Rapid Prototyping Industry, Rapid Tooling

What is Rapid Tooling

Much progress has been made with direct part fabrication. However, there are still really limited and slow processes with the fastest additive systems. They are incapable of producing parts in a wide enough range of material fast enough to match. They simply aren’t able to produce parts in a material range wide enough at a quick enough rate to match the enormous requirements’ spectrum across all industries. Thus, conventional processes, such as casting and molding, are still the only methods capable of producing parts in a material range wide enough at a quick enough rate to match the enormous requirements’ spectrum.

This is where rapid tooling comes in. Rapid tooling is tooling that is made with additive processes in which the term is derived from the most popular early name within the field called rapid prototyping. Furthermore, rapid prototyping eventually started extending some of the technologies to create objects out of metals and more durable items. This means that rapid prototyping can be used to create tools, like injection molds. Additionally, the natural terminology extension is known as rapid tooling, especially since time saving is very important.

Many additive technologies, such as laser powder forming and laser sintering, may be utilized to create tools directly in metals and other material. And thus, using the term, “rapid tooling” to these procedures in such applications appeared to be quite right.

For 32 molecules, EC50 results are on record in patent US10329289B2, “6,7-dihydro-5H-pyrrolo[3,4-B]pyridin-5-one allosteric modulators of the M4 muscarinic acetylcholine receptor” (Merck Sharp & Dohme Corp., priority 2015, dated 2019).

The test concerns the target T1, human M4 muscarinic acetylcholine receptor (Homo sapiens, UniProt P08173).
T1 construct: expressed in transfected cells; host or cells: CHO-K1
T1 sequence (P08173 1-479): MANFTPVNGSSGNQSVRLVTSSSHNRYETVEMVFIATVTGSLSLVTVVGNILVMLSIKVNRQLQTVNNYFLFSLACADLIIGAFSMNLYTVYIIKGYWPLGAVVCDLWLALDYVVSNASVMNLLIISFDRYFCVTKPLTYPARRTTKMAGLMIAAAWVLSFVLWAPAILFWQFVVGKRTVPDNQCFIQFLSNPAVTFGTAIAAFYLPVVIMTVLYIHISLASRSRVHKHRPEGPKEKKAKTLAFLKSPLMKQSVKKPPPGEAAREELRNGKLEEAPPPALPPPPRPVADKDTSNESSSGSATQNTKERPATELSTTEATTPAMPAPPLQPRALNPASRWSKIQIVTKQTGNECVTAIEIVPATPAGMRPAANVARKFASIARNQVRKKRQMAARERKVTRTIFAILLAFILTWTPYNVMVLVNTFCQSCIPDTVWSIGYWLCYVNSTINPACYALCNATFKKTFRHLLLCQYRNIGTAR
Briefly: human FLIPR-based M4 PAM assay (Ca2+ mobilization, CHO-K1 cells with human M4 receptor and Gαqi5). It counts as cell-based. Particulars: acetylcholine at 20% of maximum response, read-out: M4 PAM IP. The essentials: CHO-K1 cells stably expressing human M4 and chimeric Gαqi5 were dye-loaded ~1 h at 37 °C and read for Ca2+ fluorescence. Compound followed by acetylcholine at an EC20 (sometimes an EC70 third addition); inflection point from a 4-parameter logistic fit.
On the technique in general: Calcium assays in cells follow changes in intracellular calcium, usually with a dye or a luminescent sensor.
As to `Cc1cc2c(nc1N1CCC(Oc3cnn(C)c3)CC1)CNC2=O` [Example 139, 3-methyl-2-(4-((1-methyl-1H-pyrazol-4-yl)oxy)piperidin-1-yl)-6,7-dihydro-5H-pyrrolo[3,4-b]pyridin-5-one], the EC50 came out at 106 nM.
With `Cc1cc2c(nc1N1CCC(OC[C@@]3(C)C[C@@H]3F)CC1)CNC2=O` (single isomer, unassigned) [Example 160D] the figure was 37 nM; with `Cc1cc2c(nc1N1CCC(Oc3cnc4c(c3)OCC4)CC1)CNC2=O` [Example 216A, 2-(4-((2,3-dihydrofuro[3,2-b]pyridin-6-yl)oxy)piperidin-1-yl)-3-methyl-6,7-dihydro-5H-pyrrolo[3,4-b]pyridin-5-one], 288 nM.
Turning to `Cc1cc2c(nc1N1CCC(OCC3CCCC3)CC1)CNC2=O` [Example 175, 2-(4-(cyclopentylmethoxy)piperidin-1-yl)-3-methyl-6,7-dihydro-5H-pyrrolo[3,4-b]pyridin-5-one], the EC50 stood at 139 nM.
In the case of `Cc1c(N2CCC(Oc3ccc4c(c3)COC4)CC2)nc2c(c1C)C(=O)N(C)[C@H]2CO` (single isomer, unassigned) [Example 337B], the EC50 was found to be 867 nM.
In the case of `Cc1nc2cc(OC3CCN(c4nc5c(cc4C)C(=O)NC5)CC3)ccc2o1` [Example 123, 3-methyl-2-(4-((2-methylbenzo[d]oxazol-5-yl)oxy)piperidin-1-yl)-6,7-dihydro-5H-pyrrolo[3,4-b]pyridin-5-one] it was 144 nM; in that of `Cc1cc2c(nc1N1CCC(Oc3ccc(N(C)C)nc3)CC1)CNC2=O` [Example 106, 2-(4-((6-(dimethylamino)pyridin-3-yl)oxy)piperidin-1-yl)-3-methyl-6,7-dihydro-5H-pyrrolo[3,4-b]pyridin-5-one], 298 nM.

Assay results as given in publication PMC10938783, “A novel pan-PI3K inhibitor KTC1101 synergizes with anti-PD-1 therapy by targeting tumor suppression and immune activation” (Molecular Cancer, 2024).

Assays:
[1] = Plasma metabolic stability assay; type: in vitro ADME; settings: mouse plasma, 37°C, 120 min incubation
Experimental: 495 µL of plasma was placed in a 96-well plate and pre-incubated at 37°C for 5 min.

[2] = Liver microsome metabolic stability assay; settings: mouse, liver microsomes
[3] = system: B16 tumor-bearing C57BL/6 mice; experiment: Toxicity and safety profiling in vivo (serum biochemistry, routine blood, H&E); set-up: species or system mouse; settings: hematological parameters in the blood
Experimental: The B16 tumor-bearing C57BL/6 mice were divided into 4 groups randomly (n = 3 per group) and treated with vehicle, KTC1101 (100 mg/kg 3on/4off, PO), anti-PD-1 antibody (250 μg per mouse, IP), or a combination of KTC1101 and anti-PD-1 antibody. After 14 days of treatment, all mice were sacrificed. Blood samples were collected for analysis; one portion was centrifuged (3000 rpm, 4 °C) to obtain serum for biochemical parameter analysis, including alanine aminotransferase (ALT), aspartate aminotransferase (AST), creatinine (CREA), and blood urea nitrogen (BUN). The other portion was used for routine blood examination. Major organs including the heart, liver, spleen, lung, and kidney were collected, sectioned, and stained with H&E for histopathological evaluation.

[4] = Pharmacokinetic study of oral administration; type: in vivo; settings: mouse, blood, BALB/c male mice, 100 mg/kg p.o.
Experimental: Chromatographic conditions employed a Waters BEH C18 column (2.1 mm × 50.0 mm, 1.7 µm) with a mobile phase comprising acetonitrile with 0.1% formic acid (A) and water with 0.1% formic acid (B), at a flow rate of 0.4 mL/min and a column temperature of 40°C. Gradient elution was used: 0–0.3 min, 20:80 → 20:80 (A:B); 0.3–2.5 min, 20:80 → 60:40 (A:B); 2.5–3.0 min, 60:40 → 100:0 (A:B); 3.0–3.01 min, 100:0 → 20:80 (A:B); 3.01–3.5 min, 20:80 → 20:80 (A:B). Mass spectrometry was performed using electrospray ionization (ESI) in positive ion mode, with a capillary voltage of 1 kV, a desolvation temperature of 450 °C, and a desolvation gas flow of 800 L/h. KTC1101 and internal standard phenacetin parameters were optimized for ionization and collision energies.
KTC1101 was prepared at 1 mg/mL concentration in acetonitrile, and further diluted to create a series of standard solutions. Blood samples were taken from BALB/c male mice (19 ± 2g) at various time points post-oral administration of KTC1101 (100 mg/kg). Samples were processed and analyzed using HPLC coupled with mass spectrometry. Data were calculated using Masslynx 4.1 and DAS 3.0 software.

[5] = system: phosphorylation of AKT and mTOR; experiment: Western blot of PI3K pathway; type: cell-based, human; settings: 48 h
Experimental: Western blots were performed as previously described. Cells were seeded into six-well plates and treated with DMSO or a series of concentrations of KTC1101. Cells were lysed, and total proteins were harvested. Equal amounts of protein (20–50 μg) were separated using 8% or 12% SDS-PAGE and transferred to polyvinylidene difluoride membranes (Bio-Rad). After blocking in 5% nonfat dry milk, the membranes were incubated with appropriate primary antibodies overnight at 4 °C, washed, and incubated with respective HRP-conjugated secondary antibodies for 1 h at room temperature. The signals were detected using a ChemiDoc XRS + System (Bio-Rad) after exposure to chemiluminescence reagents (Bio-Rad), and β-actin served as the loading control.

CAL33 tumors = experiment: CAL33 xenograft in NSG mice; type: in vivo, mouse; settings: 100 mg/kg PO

On the other hand, indirect processes sometimes have been called rapid tooling, and that is not correct. These indirect processes occur when methods of additive fabrication are used to create a pattern or model where a tool is also created using a secondary process. Many of these methodologies existed a long time before additive fabrication was invented. Also, mainly all of these methods are able to use patterns from any fashion. Having said this, it’s determined that a process including material transfer by itself is not part of rapid tooling, but using one of these processes with a rapid prototyping pattern would be considered a part of rapid tooling. Methods often referred to as rapid tooling techniques include the following: selective laser melting (SLM), Laser Engineered Net Shaping, Direct Metal Deposition, and others. With rapid tooling, the necessary customization is granted for personal applications, instead of dealing with time-wasted, tedious trial and error measurements. Industries everywhere are able to apply these processes for more acute customization and better accuracy in record time.